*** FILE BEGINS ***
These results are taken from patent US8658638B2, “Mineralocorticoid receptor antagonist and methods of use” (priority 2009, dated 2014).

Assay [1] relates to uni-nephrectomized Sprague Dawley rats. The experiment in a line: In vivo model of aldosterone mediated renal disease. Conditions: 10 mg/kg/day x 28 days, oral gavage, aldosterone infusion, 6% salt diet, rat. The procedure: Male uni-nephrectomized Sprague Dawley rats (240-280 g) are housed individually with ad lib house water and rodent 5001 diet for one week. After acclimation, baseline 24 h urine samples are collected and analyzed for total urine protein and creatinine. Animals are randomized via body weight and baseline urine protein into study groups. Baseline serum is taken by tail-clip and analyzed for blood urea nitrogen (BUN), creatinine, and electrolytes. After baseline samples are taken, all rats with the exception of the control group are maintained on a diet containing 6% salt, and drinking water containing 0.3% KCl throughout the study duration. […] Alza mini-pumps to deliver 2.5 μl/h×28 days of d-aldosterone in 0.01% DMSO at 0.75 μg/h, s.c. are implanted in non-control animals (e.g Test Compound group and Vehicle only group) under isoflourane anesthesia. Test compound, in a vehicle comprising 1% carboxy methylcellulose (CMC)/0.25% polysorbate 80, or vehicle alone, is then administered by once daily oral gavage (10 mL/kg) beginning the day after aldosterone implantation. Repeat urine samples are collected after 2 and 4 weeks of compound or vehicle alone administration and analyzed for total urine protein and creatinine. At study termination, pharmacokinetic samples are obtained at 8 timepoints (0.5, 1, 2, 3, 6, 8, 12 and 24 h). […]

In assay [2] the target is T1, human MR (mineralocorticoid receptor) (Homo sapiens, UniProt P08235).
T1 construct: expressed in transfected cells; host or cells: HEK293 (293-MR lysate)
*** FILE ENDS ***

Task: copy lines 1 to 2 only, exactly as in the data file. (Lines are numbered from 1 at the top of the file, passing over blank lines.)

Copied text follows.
These results are taken from patent US8658638B2, “Mineralocorticoid receptor antagonist and methods of use” (priority 2009, dated 2014).

Assay [1] relates to uni-nephrectomized Sprague Dawley rats. The experiment in a line: In vivo model of aldosterone mediated renal disease. Conditions: 10 mg/kg/day x 28 days, oral gavage, aldosterone infusion, 6% salt diet, rat. The procedure: Male uni-nephrectomized Sprague Dawley rats (240-280 g) are housed individually with ad lib house water and rodent 5001 diet for one week. After acclimation, baseline 24 h urine samples are collected and analyzed for total urine protein and creatinine. Animals are randomized via body weight and baseline urine protein into study groups. Baseline serum is taken by tail-clip and analyzed for blood urea nitrogen (BUN), creatinine, and electrolytes. After baseline samples are taken, all rats with the exception of the control group are maintained on a diet containing 6% salt, and drinking water containing 0.3% KCl throughout the study duration. […] Alza mini-pumps to deliver 2.5 μl/h×28 days of d-aldosterone in 0.01% DMSO at 0.75 μg/h, s.c. are implanted in non-control animals (e.g Test Compound group and Vehicle only group) under isoflourane anesthesia. Test compound, in a vehicle comprising 1% carboxy methylcellulose (CMC)/0.25% polysorbate 80, or vehicle alone, is then administered by once daily oral gavage (10 mL/kg) beginning the day after aldosterone implantation. Repeat urine samples are collected after 2 and 4 weeks of compound or vehicle alone administration and analyzed for total urine protein and creatinine. At study termination, pharmacokinetic samples are obtained at 8 timepoints (0.5, 1, 2, 3, 6, 8, 12 and 24 h). […]